Presentation on theme: "Domestic Abuse. How may children be affected? It can pose a threat to an unborn child – domestic abuse often begins or intensifies during pregnancy."— Presentation transcript:
How may children be affected? It can pose a threat to an unborn child – domestic abuse often begins or intensifies during pregnancy Children may get hurt in the crossfire Children’s carer is injured Domestic violence is emotionally damaging for children
Parental Mental Illness
Assessing Risk 1 Assessing Risk 1 When did you last see the children: Are levels of child care different during periods of illness? Child/adult relationships: What does the adult say about their relationship with the child? Social networks: Are there extended family support networks?
Assessing Risk 2 Assessing Risk 2 Provision of basic needs: Is there adequate food, clothing and warmth for the children? Safety within the home: Is all medication kept securely? Other: Does the family remain in one area, or move frequently? If the latter, why?
6% total population of children under 18 Serious Case Reviews: 2003 – 2005:47% < 1year 2005 – 2007:46% < 1 year 2007 – 2009:45% < 1year Brandon et al (2010) Building on the Learning from Serious Case Reviews; DfE
66 = Physical assault - many cases involved head injury thought to be linked to shaking. 19 = Sudden infant death/co-sleeping – parental alcohol or drug use a common feature, and cases also often in context of neglect. 5 = concealed pregnancies and unattended births.
Dependant and pre-verbal Highly susceptible to physical harm Unable to recognise abuse Impact of post-natal depression on physical and emotional care of infant Meaning of child in relationship Pre term even more vulnerable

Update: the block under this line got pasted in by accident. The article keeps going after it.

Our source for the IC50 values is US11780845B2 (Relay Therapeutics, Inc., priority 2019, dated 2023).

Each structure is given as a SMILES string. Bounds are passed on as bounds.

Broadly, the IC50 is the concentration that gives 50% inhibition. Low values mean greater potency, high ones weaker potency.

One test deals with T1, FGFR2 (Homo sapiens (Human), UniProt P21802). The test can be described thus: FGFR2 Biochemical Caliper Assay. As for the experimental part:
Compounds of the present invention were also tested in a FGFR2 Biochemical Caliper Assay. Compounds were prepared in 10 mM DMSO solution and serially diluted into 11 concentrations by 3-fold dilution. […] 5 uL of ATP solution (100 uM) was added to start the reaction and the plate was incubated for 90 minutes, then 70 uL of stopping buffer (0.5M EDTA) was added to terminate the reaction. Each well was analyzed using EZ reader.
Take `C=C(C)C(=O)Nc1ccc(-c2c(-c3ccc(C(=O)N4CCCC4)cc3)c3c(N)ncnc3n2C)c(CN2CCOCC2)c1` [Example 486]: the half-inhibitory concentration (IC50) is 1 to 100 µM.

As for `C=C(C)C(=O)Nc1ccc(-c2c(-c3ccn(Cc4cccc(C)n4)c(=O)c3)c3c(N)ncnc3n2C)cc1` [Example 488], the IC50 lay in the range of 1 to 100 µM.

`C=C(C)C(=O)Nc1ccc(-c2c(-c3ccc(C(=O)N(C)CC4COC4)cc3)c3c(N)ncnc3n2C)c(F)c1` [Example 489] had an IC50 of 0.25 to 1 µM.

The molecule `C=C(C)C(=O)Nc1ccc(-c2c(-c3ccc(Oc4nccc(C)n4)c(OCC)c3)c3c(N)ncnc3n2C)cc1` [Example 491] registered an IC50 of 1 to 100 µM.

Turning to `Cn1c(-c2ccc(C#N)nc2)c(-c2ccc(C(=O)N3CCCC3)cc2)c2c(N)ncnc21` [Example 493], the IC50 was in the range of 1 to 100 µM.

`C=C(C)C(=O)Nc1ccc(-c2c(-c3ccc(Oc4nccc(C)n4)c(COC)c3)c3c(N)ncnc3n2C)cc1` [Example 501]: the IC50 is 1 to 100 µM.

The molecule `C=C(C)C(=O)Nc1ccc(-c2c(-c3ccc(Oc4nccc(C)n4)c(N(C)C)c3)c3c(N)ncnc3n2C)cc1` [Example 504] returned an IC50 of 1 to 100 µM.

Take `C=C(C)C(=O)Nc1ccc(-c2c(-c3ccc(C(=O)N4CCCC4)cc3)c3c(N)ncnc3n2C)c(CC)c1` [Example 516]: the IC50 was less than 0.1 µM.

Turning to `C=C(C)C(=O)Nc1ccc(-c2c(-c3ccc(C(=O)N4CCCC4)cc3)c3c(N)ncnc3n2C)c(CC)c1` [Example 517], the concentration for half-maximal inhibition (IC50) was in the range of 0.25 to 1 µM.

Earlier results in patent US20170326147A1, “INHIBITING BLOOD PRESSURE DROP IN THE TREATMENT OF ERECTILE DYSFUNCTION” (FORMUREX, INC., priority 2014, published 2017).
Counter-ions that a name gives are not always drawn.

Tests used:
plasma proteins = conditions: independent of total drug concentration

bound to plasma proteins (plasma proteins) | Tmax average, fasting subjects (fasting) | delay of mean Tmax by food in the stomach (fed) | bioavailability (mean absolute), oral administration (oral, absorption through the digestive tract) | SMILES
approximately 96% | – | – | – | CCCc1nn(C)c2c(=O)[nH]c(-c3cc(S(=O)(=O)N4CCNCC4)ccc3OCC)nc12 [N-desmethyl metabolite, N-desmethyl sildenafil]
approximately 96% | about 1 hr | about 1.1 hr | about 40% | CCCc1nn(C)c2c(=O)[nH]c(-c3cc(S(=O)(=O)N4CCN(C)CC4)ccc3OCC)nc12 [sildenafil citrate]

Abuse of disabled children Abusers think it is safer to victimise a disabled child. Abusers are attracted to immature behaviour. Disabled children receive less information about abuse. May be less able to understand that behaviour is inappropriate. More dependent – need extra care.
Vulnerability of disabled children Vulnerability of disabled children May receive less affection from carers so are more accepting of sexual relationship as form of companionship (Kemp & Kemp). Less able to disclose: - due to disability - less social contacts - due to isolation - less likely to be believed - limited ability to communicate
13 Categories of abuse Physical Emotional Sexual Neglect
14 Physical Abuse “Physical abuse may involve hitting, shaking, throwing, poisoning, burning or scalding, drowning, suffocating, or otherwise causing physical harm to a child. Physical harm may also be caused when a parent or carer fabricates the symptoms of, or deliberately induces, illness in a child.” WTSC 2013